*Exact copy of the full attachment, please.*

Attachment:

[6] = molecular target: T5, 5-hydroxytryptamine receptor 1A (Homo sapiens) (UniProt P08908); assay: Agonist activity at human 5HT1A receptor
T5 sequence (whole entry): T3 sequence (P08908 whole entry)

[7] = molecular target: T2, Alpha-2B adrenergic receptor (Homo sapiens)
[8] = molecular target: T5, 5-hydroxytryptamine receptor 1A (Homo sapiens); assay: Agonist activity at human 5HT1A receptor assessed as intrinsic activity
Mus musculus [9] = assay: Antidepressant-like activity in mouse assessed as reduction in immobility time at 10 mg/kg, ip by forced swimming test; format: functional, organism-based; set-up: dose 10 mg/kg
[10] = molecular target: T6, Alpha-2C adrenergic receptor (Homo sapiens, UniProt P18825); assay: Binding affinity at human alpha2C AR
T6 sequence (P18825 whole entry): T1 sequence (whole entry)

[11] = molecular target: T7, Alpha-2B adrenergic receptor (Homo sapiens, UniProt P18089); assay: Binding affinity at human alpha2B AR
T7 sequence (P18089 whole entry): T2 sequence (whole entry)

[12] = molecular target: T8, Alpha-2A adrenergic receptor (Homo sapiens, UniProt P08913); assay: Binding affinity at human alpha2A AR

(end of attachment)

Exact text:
[6] = molecular target: T5, 5-hydroxytryptamine receptor 1A (Homo sapiens) (UniProt P08908); assay: Agonist activity at human 5HT1A receptor
T5 sequence (whole entry): T3 sequence (P08908 whole entry)

[7] = molecular target: T2, Alpha-2B adrenergic receptor (Homo sapiens)
[8] = molecular target: T5, 5-hydroxytryptamine receptor 1A (Homo sapiens); assay: Agonist activity at human 5HT1A receptor assessed as intrinsic activity
Mus musculus [9] = assay: Antidepressant-like activity in mouse assessed as reduction in immobility time at 10 mg/kg, ip by forced swimming test; format: functional, organism-based; set-up: dose 10 mg/kg
[10] = molecular target: T6, Alpha-2C adrenergic receptor (Homo sapiens, UniProt P18825); assay: Binding affinity at human alpha2C AR
T6 sequence (P18825 whole entry): T1 sequence (whole entry)

[11] = molecular target: T7, Alpha-2B adrenergic receptor (Homo sapiens, UniProt P18089); assay: Binding affinity at human alpha2B AR
T7 sequence (P18089 whole entry): T2 sequence (whole entry)

[12] = molecular target: T8, Alpha-2A adrenergic receptor (Homo sapiens, UniProt P08913); assay: Binding affinity at human alpha2A AR